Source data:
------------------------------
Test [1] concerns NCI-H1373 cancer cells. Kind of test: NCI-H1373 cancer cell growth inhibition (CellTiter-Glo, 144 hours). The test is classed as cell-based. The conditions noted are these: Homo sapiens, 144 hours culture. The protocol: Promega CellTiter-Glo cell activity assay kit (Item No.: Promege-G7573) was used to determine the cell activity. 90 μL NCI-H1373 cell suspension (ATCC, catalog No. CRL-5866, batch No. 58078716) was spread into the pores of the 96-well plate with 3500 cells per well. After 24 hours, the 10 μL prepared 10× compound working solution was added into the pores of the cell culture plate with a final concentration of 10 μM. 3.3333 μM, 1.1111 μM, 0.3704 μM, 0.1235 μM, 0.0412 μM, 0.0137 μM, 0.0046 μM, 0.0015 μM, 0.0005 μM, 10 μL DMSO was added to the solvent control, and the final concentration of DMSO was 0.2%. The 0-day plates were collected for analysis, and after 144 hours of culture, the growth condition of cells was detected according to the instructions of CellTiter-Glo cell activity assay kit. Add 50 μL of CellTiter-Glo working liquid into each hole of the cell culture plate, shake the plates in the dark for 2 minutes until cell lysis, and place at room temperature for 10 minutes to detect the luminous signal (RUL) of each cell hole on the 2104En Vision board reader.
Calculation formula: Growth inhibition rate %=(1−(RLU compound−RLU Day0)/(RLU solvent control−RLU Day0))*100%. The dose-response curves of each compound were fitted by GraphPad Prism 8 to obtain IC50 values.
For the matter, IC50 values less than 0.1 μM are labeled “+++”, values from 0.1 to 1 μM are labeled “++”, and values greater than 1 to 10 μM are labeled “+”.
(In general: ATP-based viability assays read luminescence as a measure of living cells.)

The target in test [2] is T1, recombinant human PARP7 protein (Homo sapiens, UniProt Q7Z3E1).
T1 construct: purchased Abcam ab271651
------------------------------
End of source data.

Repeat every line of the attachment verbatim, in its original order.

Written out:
Test [1] concerns NCI-H1373 cancer cells. Kind of test: NCI-H1373 cancer cell growth inhibition (CellTiter-Glo, 144 hours). The test is classed as cell-based. The conditions noted are these: Homo sapiens, 144 hours culture. The protocol: Promega CellTiter-Glo cell activity assay kit (Item No.: Promege-G7573) was used to determine the cell activity. 90 μL NCI-H1373 cell suspension (ATCC, catalog No. CRL-5866, batch No. 58078716) was spread into the pores of the 96-well plate with 3500 cells per well. After 24 hours, the 10 μL prepared 10× compound working solution was added into the pores of the cell culture plate with a final concentration of 10 μM. 3.3333 μM, 1.1111 μM, 0.3704 μM, 0.1235 μM, 0.0412 μM, 0.0137 μM, 0.0046 μM, 0.0015 μM, 0.0005 μM, 10 μL DMSO was added to the solvent control, and the final concentration of DMSO was 0.2%. The 0-day plates were collected for analysis, and after 144 hours of culture, the growth condition of cells was detected according to the instructions of CellTiter-Glo cell activity assay kit. Add 50 μL of CellTiter-Glo working liquid into each hole of the cell culture plate, shake the plates in the dark for 2 minutes until cell lysis, and place at room temperature for 10 minutes to detect the luminous signal (RUL) of each cell hole on the 2104En Vision board reader.
Calculation formula: Growth inhibition rate %=(1−(RLU compound−RLU Day0)/(RLU solvent control−RLU Day0))*100%. The dose-response curves of each compound were fitted by GraphPad Prism 8 to obtain IC50 values.
For the matter, IC50 values less than 0.1 μM are labeled “+++”, values from 0.1 to 1 μM are labeled “++”, and values greater than 1 to 10 μM are labeled “+”.
(In general: ATP-based viability assays read luminescence as a measure of living cells.)

The target in test [2] is T1, recombinant human PARP7 protein (Homo sapiens, UniProt Q7Z3E1).
T1 construct: purchased Abcam ab271651